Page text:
This rule should increase user fee revenue generated under the destination market program by approximately 15 percent. This action is authorized under the Agricultural Marketing Act of 1946 (AMA of 1946) (See 7 U.S.C. 1622(h)), which provides that the Secretary of Agriculture may assess and collect “such fees as will be reasonable and as nearly as may be to cover the costs of services rendered * * *” There are more than 2,000 users of FPB's Start Printed Page 76672destination market grading services (including applicants who must meet import requirements  —inspections which amount to under 2.5 percent of all lot inspections performed). A small portion of these users are small entities under the criteria established by the Small Business Administration (13 CFR 121.201). There would be no additional reporting, recordkeeping, or other compliance requirements imposed upon small entities as a result of this rule. In compliance with the Paperwork Reduction Act of 1995 (44 U.S.C. Chapter 35), the information collection and recordkeeping requirements in part 51 have been approved previously by OMB and assigned OMB No. 0581-0125. FPB has not identified any other Federal rules which may duplicate, overlap or conflict with this rule.
The destination market grading services are voluntary (except when required for imported commodities) and the fees charged to users of these services vary with usage. However, the impact on all businesses, including small entities, is very similar. Further, even though fees will be raised, the increase is not excessive and should not significantly affect these entities. Finally, except for those persons who are required to obtain inspections, most of these businesses are typically under no obligation to use these inspection services, and, therefore, any decision on their part to discontinue the use of the services should not prevent them from marketing their products.
This rule has been reviewed under Executive Order 12988, Civil Justice Reform. This action is not intended to have retroactive effect. This rule will not preempt any state or local laws, regulations or policies, unless they present an irreconcilable conflict with this rule. There are no administrative procedures which must be exhausted prior to any judicial challenge to the provisions of this rule.
The AMA of 1946 authorizes official inspection, grading, and certification, on a user-fee basis, of fresh fruits, vegetables and other products such as raw nuts, Christmas trees and flowers. The AMA of 1946 provides that reasonable fees be collected from the users of the services to cover, as nearly as practicable, the cost of the services rendered. This rule would amend the schedule for fees and charges for inspection services rendered to the fresh fruit and vegetable industry to reflect the costs necessary to operate the program.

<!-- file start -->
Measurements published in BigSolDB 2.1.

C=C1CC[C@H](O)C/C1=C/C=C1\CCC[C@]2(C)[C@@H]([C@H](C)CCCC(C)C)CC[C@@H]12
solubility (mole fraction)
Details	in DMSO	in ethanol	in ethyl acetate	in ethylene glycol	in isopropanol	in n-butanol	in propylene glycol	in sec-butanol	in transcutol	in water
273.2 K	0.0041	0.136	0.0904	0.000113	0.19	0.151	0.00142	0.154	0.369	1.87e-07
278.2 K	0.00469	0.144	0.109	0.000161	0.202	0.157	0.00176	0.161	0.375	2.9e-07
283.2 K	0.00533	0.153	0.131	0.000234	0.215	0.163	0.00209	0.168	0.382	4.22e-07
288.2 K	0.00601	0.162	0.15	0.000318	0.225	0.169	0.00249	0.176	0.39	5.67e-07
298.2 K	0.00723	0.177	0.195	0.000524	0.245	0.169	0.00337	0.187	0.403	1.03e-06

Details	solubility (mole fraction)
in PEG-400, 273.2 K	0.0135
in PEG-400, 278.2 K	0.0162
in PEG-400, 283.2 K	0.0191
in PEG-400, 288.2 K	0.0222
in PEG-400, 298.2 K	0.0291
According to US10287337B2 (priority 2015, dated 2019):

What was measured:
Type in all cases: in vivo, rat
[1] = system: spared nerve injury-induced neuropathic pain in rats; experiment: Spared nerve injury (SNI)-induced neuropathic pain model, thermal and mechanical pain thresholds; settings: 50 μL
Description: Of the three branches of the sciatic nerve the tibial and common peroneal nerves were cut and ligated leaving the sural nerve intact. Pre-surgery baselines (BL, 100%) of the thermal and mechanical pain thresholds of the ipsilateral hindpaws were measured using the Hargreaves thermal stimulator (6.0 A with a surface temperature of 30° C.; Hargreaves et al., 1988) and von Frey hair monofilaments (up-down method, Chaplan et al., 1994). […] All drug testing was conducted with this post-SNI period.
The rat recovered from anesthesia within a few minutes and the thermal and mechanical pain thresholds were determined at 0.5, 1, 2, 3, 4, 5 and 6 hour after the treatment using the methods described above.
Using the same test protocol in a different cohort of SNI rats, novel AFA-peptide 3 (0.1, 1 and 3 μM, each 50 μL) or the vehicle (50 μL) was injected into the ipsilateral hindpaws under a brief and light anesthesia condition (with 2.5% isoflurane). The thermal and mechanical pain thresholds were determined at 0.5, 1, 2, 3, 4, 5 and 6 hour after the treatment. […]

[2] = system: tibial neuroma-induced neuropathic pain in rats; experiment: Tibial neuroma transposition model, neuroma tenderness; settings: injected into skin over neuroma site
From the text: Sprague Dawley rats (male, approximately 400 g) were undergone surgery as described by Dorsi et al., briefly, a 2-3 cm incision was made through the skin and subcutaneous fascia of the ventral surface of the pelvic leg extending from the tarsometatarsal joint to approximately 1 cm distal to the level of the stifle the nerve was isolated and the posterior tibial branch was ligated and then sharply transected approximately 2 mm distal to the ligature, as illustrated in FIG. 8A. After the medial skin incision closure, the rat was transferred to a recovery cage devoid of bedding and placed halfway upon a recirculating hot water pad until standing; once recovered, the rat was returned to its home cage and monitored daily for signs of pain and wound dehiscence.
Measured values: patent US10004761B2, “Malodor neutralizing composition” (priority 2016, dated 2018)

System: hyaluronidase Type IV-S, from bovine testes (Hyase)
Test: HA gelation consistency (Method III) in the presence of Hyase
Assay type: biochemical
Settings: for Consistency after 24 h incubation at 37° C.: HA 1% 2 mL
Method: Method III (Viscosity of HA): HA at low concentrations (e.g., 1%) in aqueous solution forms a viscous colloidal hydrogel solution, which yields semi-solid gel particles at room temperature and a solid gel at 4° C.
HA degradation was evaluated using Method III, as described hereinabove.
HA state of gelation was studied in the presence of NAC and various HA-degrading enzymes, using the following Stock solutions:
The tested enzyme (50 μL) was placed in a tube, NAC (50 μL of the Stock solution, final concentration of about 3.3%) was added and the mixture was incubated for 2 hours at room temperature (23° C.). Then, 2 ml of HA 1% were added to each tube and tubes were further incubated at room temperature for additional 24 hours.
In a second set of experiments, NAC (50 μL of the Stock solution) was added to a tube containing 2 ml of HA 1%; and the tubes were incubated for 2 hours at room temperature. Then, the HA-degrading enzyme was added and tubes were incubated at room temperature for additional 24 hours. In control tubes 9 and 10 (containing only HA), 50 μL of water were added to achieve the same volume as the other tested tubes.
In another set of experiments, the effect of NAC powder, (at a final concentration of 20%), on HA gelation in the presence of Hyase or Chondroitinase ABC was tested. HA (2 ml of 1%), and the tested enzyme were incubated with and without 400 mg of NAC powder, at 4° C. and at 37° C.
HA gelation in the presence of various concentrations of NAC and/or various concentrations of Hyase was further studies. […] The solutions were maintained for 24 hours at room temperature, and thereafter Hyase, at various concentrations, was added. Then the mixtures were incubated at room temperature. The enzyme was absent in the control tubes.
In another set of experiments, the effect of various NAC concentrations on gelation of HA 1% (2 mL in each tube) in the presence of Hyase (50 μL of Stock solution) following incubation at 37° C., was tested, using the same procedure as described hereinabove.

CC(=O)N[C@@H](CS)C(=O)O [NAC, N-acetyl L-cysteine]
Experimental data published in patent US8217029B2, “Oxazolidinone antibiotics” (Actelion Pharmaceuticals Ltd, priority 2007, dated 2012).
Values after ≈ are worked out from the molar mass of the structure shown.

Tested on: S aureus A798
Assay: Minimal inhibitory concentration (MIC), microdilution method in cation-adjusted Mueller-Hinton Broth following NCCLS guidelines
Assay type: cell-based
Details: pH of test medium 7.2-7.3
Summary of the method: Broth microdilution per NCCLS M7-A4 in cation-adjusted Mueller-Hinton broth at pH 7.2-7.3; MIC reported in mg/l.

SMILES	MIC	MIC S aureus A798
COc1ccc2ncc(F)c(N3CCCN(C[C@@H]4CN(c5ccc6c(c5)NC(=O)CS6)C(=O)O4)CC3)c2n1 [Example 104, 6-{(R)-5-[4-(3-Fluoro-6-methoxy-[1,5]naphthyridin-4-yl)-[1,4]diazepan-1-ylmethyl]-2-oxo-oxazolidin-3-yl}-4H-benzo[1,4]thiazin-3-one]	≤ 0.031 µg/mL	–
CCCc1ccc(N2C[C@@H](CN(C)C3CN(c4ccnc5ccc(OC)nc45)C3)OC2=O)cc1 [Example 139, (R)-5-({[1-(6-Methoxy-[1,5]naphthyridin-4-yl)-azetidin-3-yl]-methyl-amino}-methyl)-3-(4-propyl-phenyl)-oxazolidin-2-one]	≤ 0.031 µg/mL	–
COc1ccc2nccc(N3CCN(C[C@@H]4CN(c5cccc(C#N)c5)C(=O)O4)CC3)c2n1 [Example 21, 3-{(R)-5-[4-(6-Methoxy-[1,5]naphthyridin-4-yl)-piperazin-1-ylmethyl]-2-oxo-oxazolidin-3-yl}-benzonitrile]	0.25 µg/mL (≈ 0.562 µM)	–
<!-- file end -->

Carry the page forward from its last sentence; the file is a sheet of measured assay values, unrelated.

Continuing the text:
The Agricultural Marketing Service (AMS) regularly reviews its user-fee programs to determine if the fees are adequate. While FPB continues to search for opportunities to reduce its costs, the existing fee schedule will not generate sufficient revenues to cover program costs while maintaining the Agency mandated reserve balance. Current revenue projections for destination market inspection work during FY-05 are $14.6 million, with costs projected at $20.9 million and an end-of-year reserve of $17.6 million. However, this reserve balance is due to appropriated funding received from Congress in October of 2001. These funds were established to build up the terminal market inspection reserve fund and for infrastructure improvements including development and maintenance of the inspector training center, workplace and technological improvements, including digital imaging and automation of the inspection process. However, by FY-08, without increasing fees, FPB's trust fund balance for this program will be below the agency mandated four months of operating reserve (approximately $4.6 million) deemed necessary to provide an adequate reserve balance in light of increasing program costs. Further, FPB's costs of operating the destination market program are expected to increase to approximately $22.4 million in FY-06 and to approximately $23.1 million during FY-07. These cost increases (which are outlined below) will result from inflationary increases with regard to current FPB operations and services (primarily salaries and benefits), increased inspection demands, and the acquisition and maintenance of computer technology (i.e., FEIRS).
Employee salaries and benefits are major program costs that account for approximately 80 percent of FPB's total operating budget. A general and locality salary increase for Federal employees, ranging from 3.71 to 4.87 percent depending on locality, effective January 2005, has significantly increased program costs. In addition, general and locality salary increases for Federal employees ranging from 3.90% to 4.92% depending on locality, effective from January 2004, also significantly increased program costs. These salary adjustments have increased FPB's costs by over $700,000 per year. Increases in health and life insurance premiums, along with workers compensation, will also increase program costs. In addition, inflation also impacts FPB's non-salary costs. These factors have increased FPB's costs of operating this program by over $600,000 per year.